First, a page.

Additionally, see the resources section below for a variety of great posters and charts that have examples of growth mindset-oriented phrases.
Give students regular feedback on their language. When you hear students expressing a fixed mindset, encourage them to shift their language - or have a peer help them do so - to embrace a growth mindset.
To learn more about supporting students to talk about themselves and their work using a growth mindset, explore the Strengths-Based Instructional Practices strategy in the BetterLesson Lab.
Teaching students the principles behind having a growth mindset is a foundational tool teachers can use to better support all students with disabilities to become more engaged participants in their learning. In order to plan effectively to support students with disabilities in developing a growth mindset, consider the following modifications:
This strategy provides important opportunities for English learners to reflect on their learning in a strength-based way. English learners may experience stressors related to the immense challenge of adjusting to a new language, culture, and place which leaves them vulnerable to deficit-based thoughts and frustration. Developing growth mindset techniques is a valuable tool in an English learner’s toolbox.
English learners may be required to use all four domains of language while engaging in growth mindset activities. In order to support English Learners consider the following modifications:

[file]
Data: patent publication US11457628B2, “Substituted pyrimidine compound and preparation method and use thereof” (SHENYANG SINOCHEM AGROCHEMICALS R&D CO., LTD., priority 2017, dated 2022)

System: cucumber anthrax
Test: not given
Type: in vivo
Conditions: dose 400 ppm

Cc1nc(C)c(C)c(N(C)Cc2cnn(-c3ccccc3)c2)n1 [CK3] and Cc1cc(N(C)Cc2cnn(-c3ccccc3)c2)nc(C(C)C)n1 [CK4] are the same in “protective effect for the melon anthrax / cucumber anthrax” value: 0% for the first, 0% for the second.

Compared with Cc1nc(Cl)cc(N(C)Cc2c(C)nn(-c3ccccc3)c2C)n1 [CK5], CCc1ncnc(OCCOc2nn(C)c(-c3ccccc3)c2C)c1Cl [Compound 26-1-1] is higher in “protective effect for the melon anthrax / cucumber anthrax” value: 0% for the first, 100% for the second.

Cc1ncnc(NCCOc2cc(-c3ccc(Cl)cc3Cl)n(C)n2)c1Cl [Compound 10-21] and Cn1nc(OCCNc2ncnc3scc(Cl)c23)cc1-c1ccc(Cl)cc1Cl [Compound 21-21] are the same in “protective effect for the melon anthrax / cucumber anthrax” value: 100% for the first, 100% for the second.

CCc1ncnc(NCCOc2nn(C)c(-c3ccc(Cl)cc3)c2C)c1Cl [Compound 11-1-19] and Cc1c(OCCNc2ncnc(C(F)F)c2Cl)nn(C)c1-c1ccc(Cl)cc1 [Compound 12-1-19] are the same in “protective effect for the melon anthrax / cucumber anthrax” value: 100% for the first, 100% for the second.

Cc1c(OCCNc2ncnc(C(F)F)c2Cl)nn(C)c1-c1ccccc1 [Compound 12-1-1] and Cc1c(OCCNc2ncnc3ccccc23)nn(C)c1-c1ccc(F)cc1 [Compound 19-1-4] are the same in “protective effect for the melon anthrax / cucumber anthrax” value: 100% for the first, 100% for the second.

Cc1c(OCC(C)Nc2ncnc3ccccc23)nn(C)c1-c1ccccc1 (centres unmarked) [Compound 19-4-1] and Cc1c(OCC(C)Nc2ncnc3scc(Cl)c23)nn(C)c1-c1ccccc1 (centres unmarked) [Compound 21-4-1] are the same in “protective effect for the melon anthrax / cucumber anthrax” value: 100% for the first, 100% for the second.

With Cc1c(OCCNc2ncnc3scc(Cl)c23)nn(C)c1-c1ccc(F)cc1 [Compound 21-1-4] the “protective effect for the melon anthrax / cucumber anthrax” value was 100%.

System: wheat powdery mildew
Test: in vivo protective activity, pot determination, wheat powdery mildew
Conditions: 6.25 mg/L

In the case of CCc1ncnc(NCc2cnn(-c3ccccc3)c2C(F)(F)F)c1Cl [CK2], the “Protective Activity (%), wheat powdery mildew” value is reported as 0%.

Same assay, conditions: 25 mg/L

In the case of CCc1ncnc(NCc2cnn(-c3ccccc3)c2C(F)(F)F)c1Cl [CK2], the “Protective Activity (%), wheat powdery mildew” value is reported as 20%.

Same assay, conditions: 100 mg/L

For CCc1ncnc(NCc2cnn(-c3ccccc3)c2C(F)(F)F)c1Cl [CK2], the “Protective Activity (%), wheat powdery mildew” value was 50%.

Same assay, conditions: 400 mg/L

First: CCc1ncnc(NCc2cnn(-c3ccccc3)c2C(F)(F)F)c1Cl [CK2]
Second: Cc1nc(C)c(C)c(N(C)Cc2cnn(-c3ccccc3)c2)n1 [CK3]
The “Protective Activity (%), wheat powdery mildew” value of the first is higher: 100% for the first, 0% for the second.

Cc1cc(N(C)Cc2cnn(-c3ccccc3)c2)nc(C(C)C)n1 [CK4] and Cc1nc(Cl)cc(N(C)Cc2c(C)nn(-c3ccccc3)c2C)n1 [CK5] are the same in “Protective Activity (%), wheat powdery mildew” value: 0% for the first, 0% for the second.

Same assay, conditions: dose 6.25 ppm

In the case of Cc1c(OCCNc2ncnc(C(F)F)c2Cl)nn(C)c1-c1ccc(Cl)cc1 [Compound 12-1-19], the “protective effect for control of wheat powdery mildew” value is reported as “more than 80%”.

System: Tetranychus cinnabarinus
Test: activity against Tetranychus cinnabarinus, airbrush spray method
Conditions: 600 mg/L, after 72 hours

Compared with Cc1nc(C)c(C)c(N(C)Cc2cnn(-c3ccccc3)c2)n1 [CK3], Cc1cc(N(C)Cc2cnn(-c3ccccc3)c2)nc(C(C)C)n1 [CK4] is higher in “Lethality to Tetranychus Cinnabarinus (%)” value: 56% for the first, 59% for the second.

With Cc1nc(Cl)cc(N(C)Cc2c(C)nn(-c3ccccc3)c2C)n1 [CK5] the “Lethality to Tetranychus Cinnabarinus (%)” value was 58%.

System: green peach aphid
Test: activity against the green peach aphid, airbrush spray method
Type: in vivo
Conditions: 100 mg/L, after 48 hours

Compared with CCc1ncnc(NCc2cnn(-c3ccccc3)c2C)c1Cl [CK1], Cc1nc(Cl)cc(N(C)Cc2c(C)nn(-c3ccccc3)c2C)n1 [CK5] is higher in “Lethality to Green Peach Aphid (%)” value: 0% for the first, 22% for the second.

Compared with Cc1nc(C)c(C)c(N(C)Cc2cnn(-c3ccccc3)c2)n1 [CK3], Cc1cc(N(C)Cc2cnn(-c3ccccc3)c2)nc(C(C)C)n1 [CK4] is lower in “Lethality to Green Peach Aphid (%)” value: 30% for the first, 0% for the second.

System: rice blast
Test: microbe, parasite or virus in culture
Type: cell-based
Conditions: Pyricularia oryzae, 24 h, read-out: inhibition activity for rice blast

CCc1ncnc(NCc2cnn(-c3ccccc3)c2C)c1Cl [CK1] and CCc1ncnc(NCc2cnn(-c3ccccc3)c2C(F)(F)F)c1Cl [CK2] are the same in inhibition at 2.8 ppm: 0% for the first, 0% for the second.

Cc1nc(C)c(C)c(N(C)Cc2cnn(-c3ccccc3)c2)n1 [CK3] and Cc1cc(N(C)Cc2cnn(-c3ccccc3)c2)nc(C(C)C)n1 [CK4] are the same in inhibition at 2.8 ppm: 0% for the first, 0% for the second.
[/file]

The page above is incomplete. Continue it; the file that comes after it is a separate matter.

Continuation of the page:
Provide growth mindset sentence frames. In addition to whole class based anchor charts, provide English learners personal copies of strengths-based language they can use and refer to it often. Consider practicing this language chorally as a whole class.
Recognize and specifically support challenges. English learners may face obstacles specific to their status as children of, or themselves immigrants, migrants, and/or refugees including chronic stressors like trauma, violence, and discrimination, as well as academic trials related to learning a new language alongside new content. Partner with learners’ language specialist to best understand English learners’ holistic selves and to develop strategies of support. See the "Helping Long-Term English Learners Get "Unstuck" and "Using a Strengths-Based Approach with ELs: Supporting Students Living with Trauma, Violence and Chronic Stress" articles in the resource section below for more information.
ClassDojo is a multi-faceted classroom management tool focused on reinforcing classroom expectations and communicating those expectations out with the individual student, class, and families.
ClassDojo can support this strategy by providing teachers with videos and lesson plans on big ideas such as developing a growth mindset. From these activities can also stem new categories for points in ClassDojo aligned with the key ideas of a growth mindset.
Explore the "Mindset" lesson by 6th grade BetterLesson Math Master Teacher Andrea Palmer included in the resources below to see how she introduces the concepts of growth and fixed mindsets.